The paper by Cortes et al. in this issue of CSP should be read against this backdrop. The article is timely for Brazilian epidemiology, which has suffered a mismatch between the importance of causal diagrams in the international epidemiological literature and their limited repercussions in the Brazilian academic and scientific community. One finds occasional applications of causal diagrams and related methods by Brazilian researchers, but at levels far short of desirable.
Readers of Cortes et al. will enjoy a comprehensive review of DAGs and their use in epidemiology, with an emphasis on their application to confounding. The authors present a topology of DAGs and define essential terms for communication via such diagrams, such as "d-separation criterion", "back-door path", and "collider variable". Cortes et al. illustrate all this formal elaboration with a real-life research problem in which multiple variables are interconnected in a theoretical-operational model expressed by a DAG.
Readers will appreciate that DAGs are simple tools that allow researchers to identify, among a wide range of variables, a minimum set of potential confounders that need to be controlled to obtain valid results. DAGs are also useful for identifying variables that may appear to be eligible as confounders, but which, if controlled, may actually introduce confounding. In other words, the common practice of "controlling for everything" can have harmful effects.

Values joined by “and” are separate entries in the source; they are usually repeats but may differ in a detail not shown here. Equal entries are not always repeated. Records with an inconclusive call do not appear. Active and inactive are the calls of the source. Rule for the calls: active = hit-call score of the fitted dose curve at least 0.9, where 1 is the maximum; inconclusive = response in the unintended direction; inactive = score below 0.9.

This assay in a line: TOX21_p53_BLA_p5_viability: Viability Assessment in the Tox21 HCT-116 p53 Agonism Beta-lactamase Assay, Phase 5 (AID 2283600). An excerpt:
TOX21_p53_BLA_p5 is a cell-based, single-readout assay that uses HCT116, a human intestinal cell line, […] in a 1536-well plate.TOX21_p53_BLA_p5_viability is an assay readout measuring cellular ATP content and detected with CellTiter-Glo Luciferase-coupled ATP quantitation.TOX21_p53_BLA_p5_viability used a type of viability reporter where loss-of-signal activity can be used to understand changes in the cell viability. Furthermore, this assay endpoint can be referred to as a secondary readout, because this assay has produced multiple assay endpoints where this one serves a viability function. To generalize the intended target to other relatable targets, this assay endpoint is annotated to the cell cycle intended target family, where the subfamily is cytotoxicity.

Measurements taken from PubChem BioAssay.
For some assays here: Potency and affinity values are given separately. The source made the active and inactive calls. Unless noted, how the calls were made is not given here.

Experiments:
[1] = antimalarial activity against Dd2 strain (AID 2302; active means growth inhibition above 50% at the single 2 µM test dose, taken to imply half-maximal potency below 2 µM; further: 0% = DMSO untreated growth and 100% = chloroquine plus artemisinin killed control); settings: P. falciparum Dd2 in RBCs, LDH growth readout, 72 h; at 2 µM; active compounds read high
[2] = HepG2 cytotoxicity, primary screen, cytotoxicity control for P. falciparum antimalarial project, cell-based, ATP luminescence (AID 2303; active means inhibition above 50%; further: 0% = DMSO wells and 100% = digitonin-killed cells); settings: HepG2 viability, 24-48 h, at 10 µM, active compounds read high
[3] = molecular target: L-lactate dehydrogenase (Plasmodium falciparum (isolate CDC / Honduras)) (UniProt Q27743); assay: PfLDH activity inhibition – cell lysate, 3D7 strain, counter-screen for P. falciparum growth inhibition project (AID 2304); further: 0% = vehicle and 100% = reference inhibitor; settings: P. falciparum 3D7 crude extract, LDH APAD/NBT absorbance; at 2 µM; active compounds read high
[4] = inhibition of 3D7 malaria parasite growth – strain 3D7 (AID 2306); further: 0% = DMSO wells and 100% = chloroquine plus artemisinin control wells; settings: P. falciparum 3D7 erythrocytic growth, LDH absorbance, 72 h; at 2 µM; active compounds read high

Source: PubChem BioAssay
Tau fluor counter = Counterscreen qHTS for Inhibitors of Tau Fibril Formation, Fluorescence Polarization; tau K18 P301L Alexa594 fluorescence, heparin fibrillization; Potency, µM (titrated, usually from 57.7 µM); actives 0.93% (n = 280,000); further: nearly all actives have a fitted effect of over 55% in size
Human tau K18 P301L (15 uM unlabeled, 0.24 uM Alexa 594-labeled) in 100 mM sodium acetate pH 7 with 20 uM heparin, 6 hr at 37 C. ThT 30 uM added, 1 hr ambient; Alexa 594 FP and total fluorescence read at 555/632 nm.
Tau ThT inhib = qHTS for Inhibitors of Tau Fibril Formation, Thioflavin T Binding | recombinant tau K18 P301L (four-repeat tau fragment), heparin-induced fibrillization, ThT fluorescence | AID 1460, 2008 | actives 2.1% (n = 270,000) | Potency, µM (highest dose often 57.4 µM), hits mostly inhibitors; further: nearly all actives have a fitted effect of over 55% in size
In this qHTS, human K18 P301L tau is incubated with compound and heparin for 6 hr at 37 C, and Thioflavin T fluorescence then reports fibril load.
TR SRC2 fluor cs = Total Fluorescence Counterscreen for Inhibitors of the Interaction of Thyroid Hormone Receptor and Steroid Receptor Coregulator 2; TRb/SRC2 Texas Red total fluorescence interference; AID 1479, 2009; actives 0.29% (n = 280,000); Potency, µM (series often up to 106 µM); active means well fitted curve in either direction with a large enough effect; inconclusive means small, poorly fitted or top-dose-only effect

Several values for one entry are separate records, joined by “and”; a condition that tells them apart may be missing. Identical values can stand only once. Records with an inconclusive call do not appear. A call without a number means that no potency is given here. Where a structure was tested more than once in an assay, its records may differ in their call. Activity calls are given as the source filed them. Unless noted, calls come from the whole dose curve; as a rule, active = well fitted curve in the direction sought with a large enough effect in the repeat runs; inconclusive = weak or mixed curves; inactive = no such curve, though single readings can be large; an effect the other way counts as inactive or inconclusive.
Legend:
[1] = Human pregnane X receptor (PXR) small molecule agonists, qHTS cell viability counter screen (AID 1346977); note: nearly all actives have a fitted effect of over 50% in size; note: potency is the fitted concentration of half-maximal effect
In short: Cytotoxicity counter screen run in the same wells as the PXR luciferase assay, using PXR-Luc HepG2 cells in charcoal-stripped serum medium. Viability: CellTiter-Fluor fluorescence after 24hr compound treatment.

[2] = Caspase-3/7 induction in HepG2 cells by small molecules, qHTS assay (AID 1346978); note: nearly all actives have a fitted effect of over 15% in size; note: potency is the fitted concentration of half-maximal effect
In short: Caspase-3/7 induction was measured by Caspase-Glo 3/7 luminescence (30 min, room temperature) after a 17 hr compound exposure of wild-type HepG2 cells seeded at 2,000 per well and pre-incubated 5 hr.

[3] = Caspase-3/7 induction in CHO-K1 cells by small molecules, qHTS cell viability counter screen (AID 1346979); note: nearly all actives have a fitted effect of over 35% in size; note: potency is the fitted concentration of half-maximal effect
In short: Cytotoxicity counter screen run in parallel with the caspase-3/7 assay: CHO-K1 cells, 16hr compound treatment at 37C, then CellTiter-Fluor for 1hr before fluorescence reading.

Although causal diagrams possess a formal algebraic structure based on conditional probabilities that allows unbiased estimation of effect measures, Cortes et al. discuss their use heuristically in order to assist the selection of confounding variables for subsequent control using traditional analytical methods. However, the authors provide the necessary references for readers interested in greater depth, in order to extend the applications to problems beyond confounding.